This is an appeal to the DITA community: the experts and the evangelists, and possibly the tools vendors as well.
We’ve done a good job selling DITA: after years of slow growth it’s gaining momentum. As it does so, paradoxically, I’m hearing more and more anti-DITA rhetoric. While some of the rhetoric reflects a lack of understanding or even a hidden agenda, some is worth listening to.
I’m thinking of two things in particular that the DITA community often touts as selling points: authors no longer have to worry about formatting, and their DITA content can readily be used for adaptive content — output customized for the audience.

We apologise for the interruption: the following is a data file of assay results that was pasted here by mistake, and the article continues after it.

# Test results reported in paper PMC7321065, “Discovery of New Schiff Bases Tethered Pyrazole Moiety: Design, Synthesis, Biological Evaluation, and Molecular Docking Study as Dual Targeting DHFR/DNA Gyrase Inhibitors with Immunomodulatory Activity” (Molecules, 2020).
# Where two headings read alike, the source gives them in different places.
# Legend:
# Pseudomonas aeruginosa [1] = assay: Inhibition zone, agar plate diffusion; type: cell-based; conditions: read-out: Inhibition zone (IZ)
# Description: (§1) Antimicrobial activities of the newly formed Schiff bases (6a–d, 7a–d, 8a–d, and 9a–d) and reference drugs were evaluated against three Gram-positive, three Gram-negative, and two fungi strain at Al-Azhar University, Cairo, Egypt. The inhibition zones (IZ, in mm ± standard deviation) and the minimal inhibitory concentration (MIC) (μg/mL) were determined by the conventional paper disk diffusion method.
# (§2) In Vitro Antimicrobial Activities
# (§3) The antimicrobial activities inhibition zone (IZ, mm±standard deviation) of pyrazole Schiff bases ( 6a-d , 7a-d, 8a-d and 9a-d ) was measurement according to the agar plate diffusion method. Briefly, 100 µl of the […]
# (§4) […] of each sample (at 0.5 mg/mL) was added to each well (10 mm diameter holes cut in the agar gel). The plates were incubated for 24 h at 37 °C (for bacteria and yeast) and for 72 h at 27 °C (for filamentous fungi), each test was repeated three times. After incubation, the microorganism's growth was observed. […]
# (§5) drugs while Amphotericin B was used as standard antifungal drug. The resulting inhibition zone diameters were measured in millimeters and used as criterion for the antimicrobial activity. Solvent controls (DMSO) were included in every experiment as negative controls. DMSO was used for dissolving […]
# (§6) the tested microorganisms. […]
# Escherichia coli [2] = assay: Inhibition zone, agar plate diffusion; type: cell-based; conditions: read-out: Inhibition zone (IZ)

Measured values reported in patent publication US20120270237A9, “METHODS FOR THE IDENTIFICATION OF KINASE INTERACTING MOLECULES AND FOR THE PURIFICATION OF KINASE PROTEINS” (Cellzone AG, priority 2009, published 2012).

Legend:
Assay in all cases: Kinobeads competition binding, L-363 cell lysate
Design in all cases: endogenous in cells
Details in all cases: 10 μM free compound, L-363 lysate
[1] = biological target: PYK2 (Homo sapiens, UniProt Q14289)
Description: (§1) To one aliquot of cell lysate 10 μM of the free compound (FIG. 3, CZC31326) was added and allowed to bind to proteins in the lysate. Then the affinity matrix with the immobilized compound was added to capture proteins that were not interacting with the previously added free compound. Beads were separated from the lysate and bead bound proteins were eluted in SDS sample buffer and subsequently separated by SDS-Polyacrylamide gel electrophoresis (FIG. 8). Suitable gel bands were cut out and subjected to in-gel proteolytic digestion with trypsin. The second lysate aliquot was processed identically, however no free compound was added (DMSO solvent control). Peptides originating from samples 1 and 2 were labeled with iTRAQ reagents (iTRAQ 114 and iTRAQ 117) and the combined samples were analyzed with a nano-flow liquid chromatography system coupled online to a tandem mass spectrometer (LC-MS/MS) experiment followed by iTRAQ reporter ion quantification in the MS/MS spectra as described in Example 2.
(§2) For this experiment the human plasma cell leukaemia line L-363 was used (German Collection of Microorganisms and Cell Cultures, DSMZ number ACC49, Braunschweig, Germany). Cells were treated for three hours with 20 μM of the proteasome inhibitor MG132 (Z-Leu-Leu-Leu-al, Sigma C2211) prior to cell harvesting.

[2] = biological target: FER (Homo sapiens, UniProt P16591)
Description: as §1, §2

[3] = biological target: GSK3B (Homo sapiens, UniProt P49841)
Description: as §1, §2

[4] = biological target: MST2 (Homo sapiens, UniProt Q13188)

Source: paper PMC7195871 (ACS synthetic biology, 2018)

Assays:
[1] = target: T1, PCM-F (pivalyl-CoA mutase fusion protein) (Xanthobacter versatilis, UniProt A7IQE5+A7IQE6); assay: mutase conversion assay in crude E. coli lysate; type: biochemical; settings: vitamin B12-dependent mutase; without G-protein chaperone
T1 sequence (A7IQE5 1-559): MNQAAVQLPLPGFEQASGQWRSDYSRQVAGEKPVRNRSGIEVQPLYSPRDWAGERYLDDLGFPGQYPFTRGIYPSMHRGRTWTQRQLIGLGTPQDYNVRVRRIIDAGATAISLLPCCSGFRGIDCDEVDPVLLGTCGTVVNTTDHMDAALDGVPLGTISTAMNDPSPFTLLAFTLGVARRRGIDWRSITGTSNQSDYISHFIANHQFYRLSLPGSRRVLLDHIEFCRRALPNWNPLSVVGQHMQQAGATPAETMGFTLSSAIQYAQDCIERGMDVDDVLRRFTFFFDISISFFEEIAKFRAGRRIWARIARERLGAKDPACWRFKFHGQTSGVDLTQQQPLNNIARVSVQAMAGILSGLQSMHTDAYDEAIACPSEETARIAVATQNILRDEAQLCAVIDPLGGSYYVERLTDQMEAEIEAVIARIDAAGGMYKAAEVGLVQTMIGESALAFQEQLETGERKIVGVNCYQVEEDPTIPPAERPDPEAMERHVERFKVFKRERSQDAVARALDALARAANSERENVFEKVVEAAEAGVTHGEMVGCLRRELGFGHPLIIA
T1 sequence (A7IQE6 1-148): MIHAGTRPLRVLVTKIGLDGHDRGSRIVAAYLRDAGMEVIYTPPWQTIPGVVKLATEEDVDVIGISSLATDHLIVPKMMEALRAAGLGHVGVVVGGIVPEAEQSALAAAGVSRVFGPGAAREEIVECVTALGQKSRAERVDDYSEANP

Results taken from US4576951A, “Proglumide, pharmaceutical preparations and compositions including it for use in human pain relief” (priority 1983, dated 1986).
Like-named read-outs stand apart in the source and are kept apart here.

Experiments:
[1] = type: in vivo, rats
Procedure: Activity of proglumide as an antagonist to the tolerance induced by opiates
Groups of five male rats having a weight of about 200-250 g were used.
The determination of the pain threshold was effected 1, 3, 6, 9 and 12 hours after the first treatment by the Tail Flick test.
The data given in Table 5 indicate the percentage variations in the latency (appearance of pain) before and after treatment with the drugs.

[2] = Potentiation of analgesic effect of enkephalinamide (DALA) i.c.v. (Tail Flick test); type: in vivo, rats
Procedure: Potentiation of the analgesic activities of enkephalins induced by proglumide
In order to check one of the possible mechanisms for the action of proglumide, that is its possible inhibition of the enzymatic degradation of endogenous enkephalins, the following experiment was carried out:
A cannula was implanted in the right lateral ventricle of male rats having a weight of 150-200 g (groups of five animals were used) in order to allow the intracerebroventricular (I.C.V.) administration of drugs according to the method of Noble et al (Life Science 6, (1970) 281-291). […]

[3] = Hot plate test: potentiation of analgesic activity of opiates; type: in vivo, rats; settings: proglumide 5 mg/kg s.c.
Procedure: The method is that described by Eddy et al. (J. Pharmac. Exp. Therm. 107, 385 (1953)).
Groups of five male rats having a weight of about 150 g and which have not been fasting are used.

As good as those sound, I don’t see content authors raving about them. We need to understand why that is, and find a way to address it.
Leave the formatting to us
I’ve proudly touted this in every DITA class I’ve taught: Freed from having to worry about fonts, indentations, and other formatting issues, authors at long last can concentrate on content.
Except that a lot of authors like to worry about formatting. Continue reading